• Easier to learn to use than crutches
    • Improves quality of life be increasing mobility, stability and comfort.
    • Less fatigue
    • Strengthens muscles
    • Provides stability for balance
    • Least invasive mobility aid
    • Improves circulation by partial elevation which can result in less pain and swelling
    • Can use as a bench or footstool during rest
    • Most fold for transport or storage

    Knee Scooters can have three or four wheels. They feature a knee pad to rest your recovering leg on and have handlebars similar to a bicycle. You use a knee scooter by propelling yourself forward with your good leg.  Knee scooters are intended as a temporary solution for mobility as you recover from an injury, or surgery, to the foot, ankle, heel, lower leg, amputation, bunions or gout. It is not ideal for someone with issues of their supporting knee, or hip, for too much weight will be placed upon these joints. A knee scooter removes one leg from weight bearing, therefore, the other leg must be in good health, and have adequate strength, for balance.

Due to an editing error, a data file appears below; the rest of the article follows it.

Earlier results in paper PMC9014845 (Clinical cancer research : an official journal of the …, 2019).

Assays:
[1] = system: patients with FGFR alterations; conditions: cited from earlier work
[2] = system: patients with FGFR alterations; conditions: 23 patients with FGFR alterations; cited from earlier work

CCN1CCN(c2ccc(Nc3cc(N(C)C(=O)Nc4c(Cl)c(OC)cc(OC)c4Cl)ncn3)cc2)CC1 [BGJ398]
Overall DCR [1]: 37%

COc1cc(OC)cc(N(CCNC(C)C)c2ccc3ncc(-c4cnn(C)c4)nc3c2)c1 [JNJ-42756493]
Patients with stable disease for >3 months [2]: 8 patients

When to Consider a Knee Scooter:

    -Recovering from foot and ankle sprains or fractures

    -Healing Achilles tendon injuries

    -Surgery recovery

    How to Properly Use a Knee Scooter:

    Step 1: Firmly grip handle bars to stabilize the knee scooter

    Step 2: Bend your injured leg at a 90-degree angle and center it onto the knee pad surface

    Step 3: Weight is disrupted between shin portion resting on knee pad and your standing leg

    Step 4: Uninjured leg is placed on ground for balance and support

    Step 5: Use grounded leg to slowly push off and maneuver forward

    **Tips for using a knee scooter: